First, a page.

Key Stage 5 - MRI
The plastic brain
Pupil worksheet
This activity is designed to enrich your study of the brain.
Different areas of the brain are associated with different activities. For example
the frontal lobe contains the motor cortex (responsible for fine movement) and
the pre-frontal cortex (responsible for forward planning and working memory).
Your brain does not stay the same. When you learn new things long-lasting
functional changes occur. These changes are called neuroplasticity.
Functional magnetic resonance imaging (fMRI)
Scientists use several techniques to study brain function. One of these is fMRI. An
fMRI scanner uses magnetic fields to take detailed pictures of the brain. Scientists
collect and process data from a grid of voxels (3D pixels) covering the brain.
These data show the areas of the brain associated with different activities.
Comparing scans taken before and after learning show changes to the brain
associated with the learning.
There is a very strong magnetic field in an fMRI scanner. This means we can
detect changes in blood oxygen levels in different brain areas. It works like this:
If you wiggle your fingers, there is more activity in the cells in the areas of
the brain that make these movements happen.
These areas need more oxygen, which the blood delivers. The ratio of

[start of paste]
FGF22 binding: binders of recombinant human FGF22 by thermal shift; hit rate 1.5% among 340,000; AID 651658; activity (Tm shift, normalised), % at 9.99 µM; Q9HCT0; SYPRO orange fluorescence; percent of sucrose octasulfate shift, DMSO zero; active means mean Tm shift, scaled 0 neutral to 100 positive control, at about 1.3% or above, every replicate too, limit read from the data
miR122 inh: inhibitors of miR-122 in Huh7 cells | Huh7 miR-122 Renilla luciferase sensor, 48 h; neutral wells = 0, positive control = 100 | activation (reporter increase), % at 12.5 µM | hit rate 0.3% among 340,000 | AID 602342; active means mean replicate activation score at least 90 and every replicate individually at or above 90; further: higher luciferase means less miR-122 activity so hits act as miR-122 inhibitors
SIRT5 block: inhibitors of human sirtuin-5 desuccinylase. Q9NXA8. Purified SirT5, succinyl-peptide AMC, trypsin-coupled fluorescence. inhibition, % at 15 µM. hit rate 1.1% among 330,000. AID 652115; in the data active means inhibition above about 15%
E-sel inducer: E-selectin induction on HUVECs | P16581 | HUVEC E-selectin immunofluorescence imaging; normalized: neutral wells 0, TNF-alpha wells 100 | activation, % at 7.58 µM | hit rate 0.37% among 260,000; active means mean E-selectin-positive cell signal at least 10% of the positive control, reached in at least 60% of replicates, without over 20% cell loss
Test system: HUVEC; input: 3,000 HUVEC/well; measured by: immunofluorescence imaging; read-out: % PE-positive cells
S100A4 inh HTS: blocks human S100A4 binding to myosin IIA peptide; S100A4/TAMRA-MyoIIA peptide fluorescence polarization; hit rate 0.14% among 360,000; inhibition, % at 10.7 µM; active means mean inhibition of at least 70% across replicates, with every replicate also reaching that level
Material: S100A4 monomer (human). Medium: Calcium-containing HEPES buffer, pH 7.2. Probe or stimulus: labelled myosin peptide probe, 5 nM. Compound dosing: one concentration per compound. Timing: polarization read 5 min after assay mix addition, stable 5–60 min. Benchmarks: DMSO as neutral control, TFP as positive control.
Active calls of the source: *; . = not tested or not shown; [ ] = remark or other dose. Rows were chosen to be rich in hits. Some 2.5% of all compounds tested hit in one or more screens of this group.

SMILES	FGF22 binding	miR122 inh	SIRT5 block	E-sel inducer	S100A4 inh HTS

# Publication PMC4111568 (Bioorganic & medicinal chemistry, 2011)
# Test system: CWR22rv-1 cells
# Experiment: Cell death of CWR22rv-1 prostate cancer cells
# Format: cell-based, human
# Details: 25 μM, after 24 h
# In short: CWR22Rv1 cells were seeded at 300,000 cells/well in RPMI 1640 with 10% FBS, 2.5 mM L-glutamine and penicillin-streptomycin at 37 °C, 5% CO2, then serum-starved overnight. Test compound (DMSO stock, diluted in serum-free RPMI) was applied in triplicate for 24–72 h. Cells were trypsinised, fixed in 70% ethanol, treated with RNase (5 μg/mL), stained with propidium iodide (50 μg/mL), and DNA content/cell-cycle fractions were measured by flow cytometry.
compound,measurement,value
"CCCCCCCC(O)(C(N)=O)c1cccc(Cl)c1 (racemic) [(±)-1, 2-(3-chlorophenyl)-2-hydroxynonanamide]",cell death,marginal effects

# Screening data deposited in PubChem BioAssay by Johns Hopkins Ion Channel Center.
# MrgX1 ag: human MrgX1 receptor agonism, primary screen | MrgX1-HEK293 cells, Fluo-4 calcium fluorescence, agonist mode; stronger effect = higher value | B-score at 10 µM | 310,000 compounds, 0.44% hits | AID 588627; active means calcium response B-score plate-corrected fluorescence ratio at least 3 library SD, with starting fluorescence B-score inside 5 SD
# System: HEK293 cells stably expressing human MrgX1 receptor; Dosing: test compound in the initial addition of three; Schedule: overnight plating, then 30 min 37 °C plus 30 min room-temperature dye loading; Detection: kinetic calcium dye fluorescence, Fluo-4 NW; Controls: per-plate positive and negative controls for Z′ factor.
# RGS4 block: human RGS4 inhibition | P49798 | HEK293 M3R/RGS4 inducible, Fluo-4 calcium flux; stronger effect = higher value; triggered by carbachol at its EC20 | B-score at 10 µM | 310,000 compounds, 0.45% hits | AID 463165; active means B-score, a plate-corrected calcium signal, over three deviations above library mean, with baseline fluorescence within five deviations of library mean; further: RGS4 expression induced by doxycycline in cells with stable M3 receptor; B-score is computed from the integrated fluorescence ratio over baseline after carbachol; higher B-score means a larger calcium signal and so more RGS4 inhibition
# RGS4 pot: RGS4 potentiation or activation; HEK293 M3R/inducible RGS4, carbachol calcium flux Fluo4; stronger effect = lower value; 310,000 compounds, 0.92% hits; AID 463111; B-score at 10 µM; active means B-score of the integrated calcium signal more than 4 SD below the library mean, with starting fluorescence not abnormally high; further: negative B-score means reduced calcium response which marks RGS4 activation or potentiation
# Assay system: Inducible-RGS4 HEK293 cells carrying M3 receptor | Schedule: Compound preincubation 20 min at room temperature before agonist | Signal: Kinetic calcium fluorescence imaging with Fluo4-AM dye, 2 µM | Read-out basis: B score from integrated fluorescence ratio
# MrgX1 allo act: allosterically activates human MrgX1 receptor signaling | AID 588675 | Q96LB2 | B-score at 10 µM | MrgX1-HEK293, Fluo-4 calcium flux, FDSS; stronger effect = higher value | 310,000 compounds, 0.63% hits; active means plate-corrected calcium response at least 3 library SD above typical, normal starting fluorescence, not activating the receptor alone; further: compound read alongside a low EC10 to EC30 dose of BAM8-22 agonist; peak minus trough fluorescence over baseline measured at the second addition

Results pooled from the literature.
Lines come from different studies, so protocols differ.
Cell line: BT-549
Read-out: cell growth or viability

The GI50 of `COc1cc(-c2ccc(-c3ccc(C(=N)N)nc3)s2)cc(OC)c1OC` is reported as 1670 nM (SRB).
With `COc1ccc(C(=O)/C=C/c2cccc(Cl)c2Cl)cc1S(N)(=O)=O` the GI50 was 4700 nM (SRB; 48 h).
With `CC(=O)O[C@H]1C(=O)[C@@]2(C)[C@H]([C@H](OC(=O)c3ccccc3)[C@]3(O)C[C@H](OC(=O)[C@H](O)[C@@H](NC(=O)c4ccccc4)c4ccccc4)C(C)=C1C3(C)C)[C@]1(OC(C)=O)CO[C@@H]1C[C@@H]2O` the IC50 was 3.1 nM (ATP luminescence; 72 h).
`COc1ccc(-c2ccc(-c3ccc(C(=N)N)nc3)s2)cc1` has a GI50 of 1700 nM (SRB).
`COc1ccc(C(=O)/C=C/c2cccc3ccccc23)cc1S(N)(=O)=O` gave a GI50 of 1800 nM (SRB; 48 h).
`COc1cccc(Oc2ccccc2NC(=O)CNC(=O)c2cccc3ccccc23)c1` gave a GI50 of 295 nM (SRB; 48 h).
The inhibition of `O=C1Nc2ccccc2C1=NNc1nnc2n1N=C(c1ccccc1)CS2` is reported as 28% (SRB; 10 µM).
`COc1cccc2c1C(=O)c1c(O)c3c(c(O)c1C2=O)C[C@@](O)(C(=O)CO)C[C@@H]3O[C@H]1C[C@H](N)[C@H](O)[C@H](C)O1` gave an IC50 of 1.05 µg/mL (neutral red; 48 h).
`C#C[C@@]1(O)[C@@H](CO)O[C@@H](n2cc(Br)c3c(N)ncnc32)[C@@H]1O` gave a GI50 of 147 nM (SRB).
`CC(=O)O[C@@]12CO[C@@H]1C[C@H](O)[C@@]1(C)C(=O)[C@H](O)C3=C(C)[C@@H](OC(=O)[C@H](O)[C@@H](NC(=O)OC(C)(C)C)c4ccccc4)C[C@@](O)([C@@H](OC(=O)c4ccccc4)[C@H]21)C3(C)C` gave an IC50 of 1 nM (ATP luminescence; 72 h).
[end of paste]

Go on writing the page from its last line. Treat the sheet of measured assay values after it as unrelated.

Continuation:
oxygenated blood: deoxygenated blood increases.
Protons in oxygenated blood spin more slowly than protons in
deoxygenated blood. Blood with a higher ratio of oxygenated blood
distorts the magnetic field less, resulting in a stronger fMRI signal.
Your task
Stage 1
Read the information sheet about one piece of research. The sheet is a summary
of a scientific paper written by the scientists who did the research. Then fill in the
research report template to help you identify key aspects of the research. You
will use this to help you complete Stage 2.
Stage 2
Create a scientific poster to report on the research. Include information from your
research report template as well as relevant data, graphs, and diagrams.
Many scientific conferences include poster exhibitions at which researchers
display posters about their work, and use them to initiate discussions with other
scientists. To find out more about scientific posters and how to make them, type
‘scientific poster’ into an Internet search engine.
Stage 3
Design your own (hypothetical) experiment that uses fMRI to investigate one of:
How the brain changes during a period of learning.
How the brain recovers from damage.
How the brains of people with specific skills or knowledge are different from
those of the general population.
When doing this activity, you will need to consider the following:
What scientific question are you investigating?
What are the variables? Which variables will you control so as to be able to
make valid comparisons and draw meaningful conclusions?
How will you use your data to make conclusions?
Research report template
Results (including tables, graphs, diagrams)
Title of paper
Journal reference
Scientific question
What the research shows
Independent variable (the one you change)
Dependent variable (the one you measure)
Control variables
Your opinion on the research and its value